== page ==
The Missouri Attorney General’s office will respond to the request for a hearing by May 2.  The zealous prosecutor, Judge Kevin Crane, expects to be called as a witness who will undoubtedly still say he got it right.

The morale of the story might be to be more careful when choosing your friends.  If all they have to do to get you convicted of murder is say they saw you do it, it might at least be a good idea not to piss them off.  No matter, without solid evidence these cases should never be allowed to go to trial.  And I don’t care what it costs, if just one witness recants their testimony in a felony murder trial without any forensic evidence, that’s a mistrial, and it needs to be retried. 

Check out this Free Ryan Ferguson website for additional information. http://www.freeryanferguson.com/



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3 responses to “…And Justice For All.

  1. I found your blog a couple days ago when I had googled “aaron hidden webcams.” So, I read your entire blog. I liked your Geronimo post because I’d been talking about that.

    I live in the greater Columbia, MO area. I watched this 48 hours episode and it made me rethink my feelings about the case.

    Back after the murder occurred, the police visited Columbia bars with a mugshot picture. They had told the boyfriend of a friend of mine that they were interested in talking to a member of the MU football team because the victim was a sports reporter. I remember thinking that the mugshot looked like the QB. Here’s a link of the mugshot and the QB for comparison. http://farm4.static.flickr.com/3607/5715871876_62c4dede60_o.jpg

    • Jena, Wow!, you read the whole thing? Thanks. Hope you found some of it entertaining or interesting at least.

      Thanks for the information on the case. I watch “48-Hours” religiously, and often times get upset with the outcome of the cases, but the Ryan Ferguson case has me incensed. I have followup dates on my calender to check judges rulings in the appeal. I just can’t believe it. The TV show is scripted to do that, I think, but this case had me going for days. I even read all the court room testimony. What really swung me is the video of the police officer giving him the information about how the victim was strangled. How could any District Attorney believe this kid he plea bargained had anything to do with it, when he had to be fed the details of the crime.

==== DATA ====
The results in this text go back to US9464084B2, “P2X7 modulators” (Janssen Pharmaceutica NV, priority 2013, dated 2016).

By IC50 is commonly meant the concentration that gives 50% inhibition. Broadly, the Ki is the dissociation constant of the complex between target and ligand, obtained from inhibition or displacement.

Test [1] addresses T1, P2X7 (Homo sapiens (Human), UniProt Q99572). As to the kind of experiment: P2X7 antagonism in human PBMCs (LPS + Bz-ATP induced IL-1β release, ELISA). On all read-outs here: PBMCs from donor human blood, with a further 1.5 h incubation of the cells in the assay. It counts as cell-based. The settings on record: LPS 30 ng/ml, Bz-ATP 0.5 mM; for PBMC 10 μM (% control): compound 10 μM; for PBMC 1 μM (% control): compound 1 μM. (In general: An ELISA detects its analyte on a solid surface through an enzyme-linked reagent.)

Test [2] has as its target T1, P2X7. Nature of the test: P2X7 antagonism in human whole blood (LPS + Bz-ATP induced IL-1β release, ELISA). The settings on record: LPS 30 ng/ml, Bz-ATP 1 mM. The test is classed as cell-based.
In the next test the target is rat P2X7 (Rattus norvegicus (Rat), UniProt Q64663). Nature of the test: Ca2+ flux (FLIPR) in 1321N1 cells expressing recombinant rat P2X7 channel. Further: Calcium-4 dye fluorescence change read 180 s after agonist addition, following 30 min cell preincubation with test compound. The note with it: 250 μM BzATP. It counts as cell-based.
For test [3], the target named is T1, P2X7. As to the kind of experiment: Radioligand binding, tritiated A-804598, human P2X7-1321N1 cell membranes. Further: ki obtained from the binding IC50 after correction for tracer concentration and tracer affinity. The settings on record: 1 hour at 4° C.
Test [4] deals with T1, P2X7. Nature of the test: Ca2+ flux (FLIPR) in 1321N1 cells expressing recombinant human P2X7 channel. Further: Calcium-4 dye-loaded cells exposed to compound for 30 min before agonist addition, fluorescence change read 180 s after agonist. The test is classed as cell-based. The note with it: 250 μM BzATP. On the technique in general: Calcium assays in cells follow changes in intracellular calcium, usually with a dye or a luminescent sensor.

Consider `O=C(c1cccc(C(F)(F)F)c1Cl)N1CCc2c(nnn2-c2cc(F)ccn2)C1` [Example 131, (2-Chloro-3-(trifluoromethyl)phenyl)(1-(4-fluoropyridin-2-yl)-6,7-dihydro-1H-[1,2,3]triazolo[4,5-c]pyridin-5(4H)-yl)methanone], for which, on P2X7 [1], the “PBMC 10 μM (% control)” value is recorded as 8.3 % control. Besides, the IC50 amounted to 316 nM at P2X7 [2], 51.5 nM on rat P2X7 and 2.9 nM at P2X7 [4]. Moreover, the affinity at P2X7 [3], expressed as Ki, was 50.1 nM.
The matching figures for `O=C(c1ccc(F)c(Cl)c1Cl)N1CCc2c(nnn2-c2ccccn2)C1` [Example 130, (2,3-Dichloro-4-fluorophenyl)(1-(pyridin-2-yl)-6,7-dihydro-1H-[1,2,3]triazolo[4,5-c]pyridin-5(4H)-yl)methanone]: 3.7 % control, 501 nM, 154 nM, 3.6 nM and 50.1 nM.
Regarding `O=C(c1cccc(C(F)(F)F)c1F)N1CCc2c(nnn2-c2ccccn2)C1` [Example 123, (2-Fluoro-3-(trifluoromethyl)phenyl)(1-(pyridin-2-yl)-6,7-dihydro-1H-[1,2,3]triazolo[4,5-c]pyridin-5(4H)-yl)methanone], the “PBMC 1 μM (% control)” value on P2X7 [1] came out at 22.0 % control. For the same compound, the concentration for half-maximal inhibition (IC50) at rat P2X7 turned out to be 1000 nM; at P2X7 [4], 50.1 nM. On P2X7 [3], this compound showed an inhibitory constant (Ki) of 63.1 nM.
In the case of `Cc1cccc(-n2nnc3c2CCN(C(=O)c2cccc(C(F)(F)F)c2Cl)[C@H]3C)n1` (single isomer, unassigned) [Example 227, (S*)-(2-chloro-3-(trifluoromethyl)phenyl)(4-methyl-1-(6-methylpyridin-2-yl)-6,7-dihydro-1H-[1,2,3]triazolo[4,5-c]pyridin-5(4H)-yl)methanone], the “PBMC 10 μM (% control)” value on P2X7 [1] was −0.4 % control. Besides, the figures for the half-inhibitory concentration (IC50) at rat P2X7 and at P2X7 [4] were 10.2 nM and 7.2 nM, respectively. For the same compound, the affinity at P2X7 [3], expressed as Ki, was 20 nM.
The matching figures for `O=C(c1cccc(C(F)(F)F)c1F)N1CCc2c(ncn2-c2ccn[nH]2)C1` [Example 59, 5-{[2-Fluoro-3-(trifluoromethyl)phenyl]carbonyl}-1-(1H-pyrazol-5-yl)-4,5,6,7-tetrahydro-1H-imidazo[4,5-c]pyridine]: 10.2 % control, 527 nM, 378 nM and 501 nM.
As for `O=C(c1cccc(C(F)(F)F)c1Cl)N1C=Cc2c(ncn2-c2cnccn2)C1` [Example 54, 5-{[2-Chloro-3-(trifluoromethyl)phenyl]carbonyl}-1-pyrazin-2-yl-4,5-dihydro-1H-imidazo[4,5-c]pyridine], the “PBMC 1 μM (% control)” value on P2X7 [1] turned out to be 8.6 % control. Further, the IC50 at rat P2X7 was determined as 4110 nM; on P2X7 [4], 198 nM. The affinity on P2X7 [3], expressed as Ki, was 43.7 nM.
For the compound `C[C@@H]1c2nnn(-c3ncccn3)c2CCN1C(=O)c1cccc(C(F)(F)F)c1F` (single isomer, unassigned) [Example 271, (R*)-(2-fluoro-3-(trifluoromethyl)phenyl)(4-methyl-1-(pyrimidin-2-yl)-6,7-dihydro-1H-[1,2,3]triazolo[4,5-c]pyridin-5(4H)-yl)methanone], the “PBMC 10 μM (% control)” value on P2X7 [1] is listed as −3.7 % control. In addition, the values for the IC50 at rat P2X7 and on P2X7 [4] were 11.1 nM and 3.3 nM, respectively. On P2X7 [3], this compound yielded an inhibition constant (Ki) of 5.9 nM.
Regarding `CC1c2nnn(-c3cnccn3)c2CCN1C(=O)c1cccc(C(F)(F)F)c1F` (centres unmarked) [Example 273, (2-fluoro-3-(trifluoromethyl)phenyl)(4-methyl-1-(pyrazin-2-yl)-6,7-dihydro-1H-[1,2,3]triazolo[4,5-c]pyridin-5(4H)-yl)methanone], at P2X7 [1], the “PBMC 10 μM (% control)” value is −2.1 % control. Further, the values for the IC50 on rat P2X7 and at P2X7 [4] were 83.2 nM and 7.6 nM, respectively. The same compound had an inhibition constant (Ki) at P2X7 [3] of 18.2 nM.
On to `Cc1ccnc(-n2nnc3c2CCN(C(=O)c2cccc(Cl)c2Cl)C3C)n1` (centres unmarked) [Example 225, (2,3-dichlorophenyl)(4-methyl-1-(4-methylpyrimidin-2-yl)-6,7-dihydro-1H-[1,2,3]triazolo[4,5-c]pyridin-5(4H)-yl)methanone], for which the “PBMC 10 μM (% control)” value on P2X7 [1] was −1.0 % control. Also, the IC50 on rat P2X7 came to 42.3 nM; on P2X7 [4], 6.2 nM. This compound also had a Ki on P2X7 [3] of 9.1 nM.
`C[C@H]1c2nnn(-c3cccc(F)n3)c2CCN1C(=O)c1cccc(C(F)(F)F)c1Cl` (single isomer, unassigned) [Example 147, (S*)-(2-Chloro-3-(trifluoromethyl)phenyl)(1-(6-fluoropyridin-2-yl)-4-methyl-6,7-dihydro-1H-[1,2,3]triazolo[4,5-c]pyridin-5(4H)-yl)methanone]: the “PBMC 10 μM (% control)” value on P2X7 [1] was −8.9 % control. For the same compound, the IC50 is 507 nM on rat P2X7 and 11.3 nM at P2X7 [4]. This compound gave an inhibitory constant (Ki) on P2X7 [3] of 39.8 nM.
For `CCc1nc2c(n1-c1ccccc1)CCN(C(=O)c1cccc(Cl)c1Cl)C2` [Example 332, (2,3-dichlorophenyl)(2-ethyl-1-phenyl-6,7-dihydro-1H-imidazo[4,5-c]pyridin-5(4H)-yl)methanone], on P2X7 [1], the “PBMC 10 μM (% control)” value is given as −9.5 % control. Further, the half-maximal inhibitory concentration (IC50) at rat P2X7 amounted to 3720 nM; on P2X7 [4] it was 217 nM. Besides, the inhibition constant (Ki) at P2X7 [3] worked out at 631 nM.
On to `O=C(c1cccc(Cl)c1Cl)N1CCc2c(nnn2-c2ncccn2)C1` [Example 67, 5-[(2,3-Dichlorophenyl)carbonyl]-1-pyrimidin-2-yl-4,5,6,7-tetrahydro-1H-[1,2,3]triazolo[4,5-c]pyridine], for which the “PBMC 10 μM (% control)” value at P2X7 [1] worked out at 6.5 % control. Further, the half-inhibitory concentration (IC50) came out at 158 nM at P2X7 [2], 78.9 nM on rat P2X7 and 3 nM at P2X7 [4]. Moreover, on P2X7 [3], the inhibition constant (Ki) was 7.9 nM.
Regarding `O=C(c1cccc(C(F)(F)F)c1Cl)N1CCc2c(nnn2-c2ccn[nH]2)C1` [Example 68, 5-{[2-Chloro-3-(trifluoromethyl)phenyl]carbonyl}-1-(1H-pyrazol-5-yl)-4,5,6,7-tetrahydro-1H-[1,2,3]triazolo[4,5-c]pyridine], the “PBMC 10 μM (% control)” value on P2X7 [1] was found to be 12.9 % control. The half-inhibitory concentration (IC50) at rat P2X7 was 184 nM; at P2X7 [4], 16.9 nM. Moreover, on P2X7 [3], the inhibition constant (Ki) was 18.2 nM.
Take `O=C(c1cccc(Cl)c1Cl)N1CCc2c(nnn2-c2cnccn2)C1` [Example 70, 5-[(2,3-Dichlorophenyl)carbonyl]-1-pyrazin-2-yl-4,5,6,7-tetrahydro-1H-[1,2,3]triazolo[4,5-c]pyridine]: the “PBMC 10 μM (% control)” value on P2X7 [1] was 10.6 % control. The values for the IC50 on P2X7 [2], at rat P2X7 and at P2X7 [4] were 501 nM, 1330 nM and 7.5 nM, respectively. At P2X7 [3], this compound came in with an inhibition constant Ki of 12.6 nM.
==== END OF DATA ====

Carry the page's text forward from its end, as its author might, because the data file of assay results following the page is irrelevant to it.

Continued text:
Did you think Ryan Ferguson was guilty at the time?

  2. At the time of the murder, yes, I thought they had the right guys. After all, Charles Erickson confessed and gave up the details. Now, however, I don’t think so. What happened in this trial is a scary thing, actually.

    I’m older and more cynical now. I believe that one of the things that motivates humans to do something is laziness. Prosecuting Attorney Kevin Crane may have had doubts about the way that Erickson was handled by the police, but the path of least resistance to Ferguson’s conviction (and ultimately Crane becoming a Judge) was to proceed down that path.

    Around the time of the arrest of Ferguson & Erickson a lot of bad things happened with the Columbia Police Department. One officer was shot and killed during a traffic stop, the police got bad press for drinking parties on top of the police garage, an officer killed a gay University student that he had a relationship with, and another was stalking his ex-girlfriend by putting a tracking device on her car. Things like that taint the public’s view of the police, of course.

    If you’re ever in Columbia, Ryan Ferguson’s day would take you on a tour of the crime scene. There are things regarding the time line that don’t make sense.